Stellenbosch FC head coach Steve Barker and assistant head coach Wesley Sergel achieved the unique distinction of overseeing their 200th match in charge of the club this past weekend.
Stellenbosch played host to Orlando Pirates at Athlone Stadium on Sunday in what was the club’s first-ever appearance in the MTN8 semi-finals, and while the result ultimately did not go to plan on the day, the occasion marked a proud personal milestone coaches Barker and Sergel who oversaw their 200th match in charge.
The duo assumed reins in the Cape Winelands ahead of the 2017/18 season while Stellies were still competing in the National First Division and successfully secured promotion as champions the following year, before solidifying the club’s status in the top flight over the past four-and-a-bit seasons.
A club-record fourth-placed finish in the DStv Premiership followed in the 2021/22 campaign and a first semi-final appearance was secured last season when Stellenbosch reached the last four in the Nedbank Cup, with Stellies only missing out on a final spot via a penalty shootout defeat.
Sunday’s MTN8 semi-final first-leg encounter was the latest in a string of milestones achieved in recent years and coincided with Barker and Sergel reaching the 200-match milestone in charge of the club, a rare feat in South African football, and indeed across the sporting code globally as well.
“It’s been a rollercoaster ride but I’m very proud to have been the head coach of this special club for 200 matches,” Barker said after the match. “It’s an honour and I am thankful for the effort and commitment of every single player who has played for me…
“It’s very special and I must say thank you to the management for the belief and trust they’ve placed in us. The club started out with a plan to be in the PSL within five years, we achieved that and achieved two semi-finals, a fourth and sixth position in the league.”
This sentiment was echoed by Sergel, who was quick to pay tribute to the club’s ownership and management structures for the faith and trust that has been placed in the coaching department over the last seven years.
“If you look at it, it’s been almost seven years so it’s 200 games in seven years, and I don’t think anyone in a professional sporting set-up expects to be at one club for so long,” he said. “That also comes down to who the owners are and who runs the club, and the trust that they’ve put in us.
“That’s something we can always be grateful for, to have owners and people like our CEO Rob Benadie in our corner and for the way they’ve run the club and the belief and trust they’ve put in us, especially in tough times when they’ve stuck with us. I feel incredibly honoured and privileged to have been at this club for such an amount of time.”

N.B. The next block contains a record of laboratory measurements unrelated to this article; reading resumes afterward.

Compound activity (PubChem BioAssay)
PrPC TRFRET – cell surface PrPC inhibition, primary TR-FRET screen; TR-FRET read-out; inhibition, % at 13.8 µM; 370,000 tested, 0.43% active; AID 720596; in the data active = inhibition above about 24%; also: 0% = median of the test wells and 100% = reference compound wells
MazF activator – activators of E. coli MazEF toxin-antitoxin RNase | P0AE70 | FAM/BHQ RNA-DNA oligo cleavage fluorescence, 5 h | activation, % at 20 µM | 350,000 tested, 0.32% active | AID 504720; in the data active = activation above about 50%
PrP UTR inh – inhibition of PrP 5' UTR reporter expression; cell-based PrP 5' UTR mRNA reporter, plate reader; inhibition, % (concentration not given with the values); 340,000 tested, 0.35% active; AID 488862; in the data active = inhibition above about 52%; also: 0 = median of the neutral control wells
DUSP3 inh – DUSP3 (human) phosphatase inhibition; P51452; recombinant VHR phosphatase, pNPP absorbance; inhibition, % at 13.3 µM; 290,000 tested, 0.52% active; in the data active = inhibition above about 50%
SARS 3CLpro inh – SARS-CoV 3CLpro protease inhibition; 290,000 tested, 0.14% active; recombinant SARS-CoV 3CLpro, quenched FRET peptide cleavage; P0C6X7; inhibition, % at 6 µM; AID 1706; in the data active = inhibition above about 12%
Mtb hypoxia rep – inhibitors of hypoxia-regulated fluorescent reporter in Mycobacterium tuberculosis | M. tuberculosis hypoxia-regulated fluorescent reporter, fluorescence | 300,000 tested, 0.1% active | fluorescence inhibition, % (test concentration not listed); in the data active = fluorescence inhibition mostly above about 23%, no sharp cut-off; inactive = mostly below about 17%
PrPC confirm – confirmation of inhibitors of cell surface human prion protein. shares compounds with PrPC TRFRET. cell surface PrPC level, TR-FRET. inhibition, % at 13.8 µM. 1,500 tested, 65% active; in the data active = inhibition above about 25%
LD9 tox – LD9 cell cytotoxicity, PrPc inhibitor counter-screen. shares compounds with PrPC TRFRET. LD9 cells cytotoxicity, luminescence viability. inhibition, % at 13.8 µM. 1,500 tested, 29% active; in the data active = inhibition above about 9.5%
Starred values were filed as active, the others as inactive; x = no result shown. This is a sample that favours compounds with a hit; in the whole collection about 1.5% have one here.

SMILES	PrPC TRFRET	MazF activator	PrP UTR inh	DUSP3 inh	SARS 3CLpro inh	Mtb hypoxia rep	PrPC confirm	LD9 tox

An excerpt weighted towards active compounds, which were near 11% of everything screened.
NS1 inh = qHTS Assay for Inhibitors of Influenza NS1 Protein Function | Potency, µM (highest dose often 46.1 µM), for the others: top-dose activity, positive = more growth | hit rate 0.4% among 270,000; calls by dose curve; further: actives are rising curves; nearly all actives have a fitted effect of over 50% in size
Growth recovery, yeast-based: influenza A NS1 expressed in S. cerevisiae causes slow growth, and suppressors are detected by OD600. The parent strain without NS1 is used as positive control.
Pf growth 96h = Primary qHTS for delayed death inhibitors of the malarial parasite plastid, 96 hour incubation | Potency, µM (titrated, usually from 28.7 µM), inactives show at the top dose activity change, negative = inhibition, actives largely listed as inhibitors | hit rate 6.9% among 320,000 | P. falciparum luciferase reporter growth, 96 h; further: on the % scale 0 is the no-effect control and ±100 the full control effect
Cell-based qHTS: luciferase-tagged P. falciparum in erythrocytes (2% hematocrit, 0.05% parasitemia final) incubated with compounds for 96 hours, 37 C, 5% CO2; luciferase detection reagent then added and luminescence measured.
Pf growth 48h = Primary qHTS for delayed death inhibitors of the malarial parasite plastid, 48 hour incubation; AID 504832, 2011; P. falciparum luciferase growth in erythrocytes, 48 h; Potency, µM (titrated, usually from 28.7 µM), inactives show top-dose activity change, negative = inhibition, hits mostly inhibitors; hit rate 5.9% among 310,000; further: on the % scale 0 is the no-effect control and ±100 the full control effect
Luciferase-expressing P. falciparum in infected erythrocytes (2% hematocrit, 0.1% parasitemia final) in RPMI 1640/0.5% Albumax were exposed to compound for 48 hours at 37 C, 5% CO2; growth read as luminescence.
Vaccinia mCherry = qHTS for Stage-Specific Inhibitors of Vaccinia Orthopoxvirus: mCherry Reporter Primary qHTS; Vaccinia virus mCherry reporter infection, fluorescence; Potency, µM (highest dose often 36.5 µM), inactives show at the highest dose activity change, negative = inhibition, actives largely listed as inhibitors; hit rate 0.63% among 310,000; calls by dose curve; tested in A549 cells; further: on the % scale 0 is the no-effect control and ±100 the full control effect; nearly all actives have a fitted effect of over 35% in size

Trust is a common theme when it comes to Barker and Sergel who have enjoyed a long working relationship together. Prior to their spell with Stellies, the pair previously shared the dugout at the likes of AmaZulu and Tuks and over time they have developed a fruitful understanding and approach to football.
“I believe one of the great successes that Wesley and I have been able to build, is that we have a common respect for each other, in both a working relationship and as friends,” Barker explains. “Wesley brings a wealth of knowledge in terms of tactical preparation and tactical coaching, which comes from his background in analysis.
“I believe we complement each other very well with his tactical awareness and ability, and my man-management skills and abilities. It has worked well for us. Most importantly though, is that there is a trusting relationship between the two of us. We support each other and we’re not afraid to challenge each other as we push to achieve higher levels.”
“The secret is that it’s been a lot more than 200 games,” Sergel adds with a laugh. “It’s been 200 games at Stellenbosch but it was also about five years before that. The amount of time that we’ve been together gives that trust and confidence in each other to make the team work.
“It’s a kind of trust that can only be built over time, it’s not something that you can develop quickly, and it has to be mutual. I think we’ve only grown more, and improved and evolved over the last 200 games together, than where we perhaps were five years ago.
“It’s been a privilege and an honour to work together. He’s really taken the club to the next level as a people-first person, and when your club is driven by people-first leaders, then everyone looks to achieve and succeed. It’s been a great journey so far and hopefully it lasts another 200 games.”
Keeping an eye on the future, both coaches are unanimous in the direction the club is heading and with the goals that they have set for themselves and the team.
“We are in a good space,” Barker continued. “It’s been 200 games with highs and lows, lots of joyous moments, some difficult periods to coming through, winning a league title and being a penalty shootout away from a final, so it’s important for now to find ways to take the team to the next level.
“I do feel that we are getting closer, but we must ensure that we do everything we can to get to that next level.”
Sergel concludes, “The amount of growth as a club from where it all started is probably the best thing to see and I think the aim is to just continue to improve, or to supercede what we’ve accomplished already.
“If we can finish higher than fourth, that would get us into CAF which would be another milestone. If we can reach a final, again, another milestone. Winning a final? Another milestone. It’s about always looking to improve on what we have done.
“It’s not always the easiest thing to do, but continued growth is the aim. The more you grow your people, the more you grow results, and if we can keep improving, even if its small margins at a time, the goal is just to keep getting better.”